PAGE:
The atlas of human attraction differs from the normal geographic atlas in several ways.
In the common type of atlas you can find your location on the earth’s surface and use it to see what interesting places and features are reachable.
In the atlas of human attraction you can only find where you are not, and this is made more complicated by the fact that as the years pass you will migrate like a Micronesian tribe from one fragile land mass to the next.
I first began to explore the atlas of attraction when I was eleven years old. One Sunday I was playing hot wheels with my friend, Paul, in his backyard. We were comparing the relative speeds of our Pontiac GTOs, when a commotion broke out in the house.
“That’s my cousins from Israel,” he said. He placed his GTO on the track.
“Ready, steady, go!” I said. We released the cars. Mine reached the end of the track first.
“You let yours go too early,” he said, then glanced at something over my shoulder.
I turned around. Three teenage girls had appeared. They had smooth caramel colored hair, butterscotch skin, and huge dark chocolate eyes. They were the most beautiful human beings I had ever seen. They squealed with delight and ran towards us. I happily braced myself like a rugby player falling on a ball, but they ran right past me.
The oldest one, who must have been about 17, lifted Paul onto her shoulders, and danced around the lawn. They swung him round by his arms, they swung him by his feet, they rolled him on the grass, tickled him, then carried him round and around.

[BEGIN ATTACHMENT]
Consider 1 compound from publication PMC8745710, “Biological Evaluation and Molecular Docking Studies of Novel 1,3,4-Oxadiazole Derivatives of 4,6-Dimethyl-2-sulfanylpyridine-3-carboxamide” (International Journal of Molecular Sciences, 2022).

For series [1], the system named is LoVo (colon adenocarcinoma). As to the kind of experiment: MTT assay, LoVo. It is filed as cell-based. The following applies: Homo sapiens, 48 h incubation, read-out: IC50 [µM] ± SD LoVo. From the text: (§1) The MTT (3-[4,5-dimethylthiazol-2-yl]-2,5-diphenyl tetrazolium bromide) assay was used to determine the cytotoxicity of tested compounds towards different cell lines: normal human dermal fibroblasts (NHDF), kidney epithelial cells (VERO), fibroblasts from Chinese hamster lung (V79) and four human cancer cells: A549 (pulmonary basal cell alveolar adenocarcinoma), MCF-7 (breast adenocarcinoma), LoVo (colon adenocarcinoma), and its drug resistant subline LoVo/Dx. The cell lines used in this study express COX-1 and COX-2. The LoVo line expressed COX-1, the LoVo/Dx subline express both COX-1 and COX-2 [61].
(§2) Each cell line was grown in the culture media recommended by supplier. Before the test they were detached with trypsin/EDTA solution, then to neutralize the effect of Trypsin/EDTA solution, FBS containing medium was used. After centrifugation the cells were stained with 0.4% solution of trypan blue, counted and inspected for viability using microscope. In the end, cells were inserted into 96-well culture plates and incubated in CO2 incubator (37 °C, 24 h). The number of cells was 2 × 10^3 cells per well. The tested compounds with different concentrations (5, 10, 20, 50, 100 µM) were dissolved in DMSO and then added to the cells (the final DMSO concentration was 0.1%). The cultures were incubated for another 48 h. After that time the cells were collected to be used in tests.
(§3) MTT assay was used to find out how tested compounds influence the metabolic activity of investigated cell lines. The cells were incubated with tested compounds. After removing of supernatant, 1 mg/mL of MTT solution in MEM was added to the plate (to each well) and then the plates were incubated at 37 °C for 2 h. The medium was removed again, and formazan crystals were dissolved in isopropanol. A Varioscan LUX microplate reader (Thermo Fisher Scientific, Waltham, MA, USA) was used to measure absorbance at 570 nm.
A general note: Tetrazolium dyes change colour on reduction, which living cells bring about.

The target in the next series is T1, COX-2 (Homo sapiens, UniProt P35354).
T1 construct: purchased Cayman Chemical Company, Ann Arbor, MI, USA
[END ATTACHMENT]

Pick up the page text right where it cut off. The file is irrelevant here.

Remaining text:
I followed the happy group for a few minutes, but they acted like I wasn’t there. I said, “Can you carry me?” I couldn’t remember ever being carried or rolled about or swung around.
The oldest one looked at me. “No,” she said. “You are too big and heavy, and we are not strong enough.”
I watched them for a few more moments, mesmerized by the sight of a child being adored. After all we were British, and expressing adoration for children wasn’t our strong point.
I gathered up my hot wheels, and headed home.
I didn’t bother asking my mother if I was fat, as she probably would have said, “You don’t look like you’re about to starve,” which was on of her favorite quips.
I probably sat on my bed and gazed at my legs. I hated my legs. They were mottled pink and yellow, plus they were so fat they almost split the cuffs of my shorts. I could hardly see my knees. My legs merely bent about halfway down.
One or two boys in my class had begun wearing long trousers. I screwed up my courage and asked my mother if I could wear long trousers. To my amazement she said “Okay.” She probably had the same same misgivings about my legs as I did, and a few days later my legs were hidden to the outside world.
I lay in bed, shut my eyes, and studied the atlas of attraction, specifically the page of being carried on the shoulders of a 17 year old Israeli girl. I had to be there somewhere, especially now I had long trousers, she wouldn’t realize I was heavy. Besides, I could breathe out when she lifted me up so I’d be lighter.
One day I asked my father if I had fat legs, and he told me I had strong legs. He wasn’t often right, but on this occasion he was. I really did have strong legs, and still do. They’re little on the short side, but I’m still proud of them.
Much later I found out that orthodox jewish girls are actually forbidden from touching boys they aren’t related to. Not only was I not on that page in the atlas, I wasn’t even in the same atlas. Even so, I would gladly have traded my strong legs just to be adored by them for a single moment.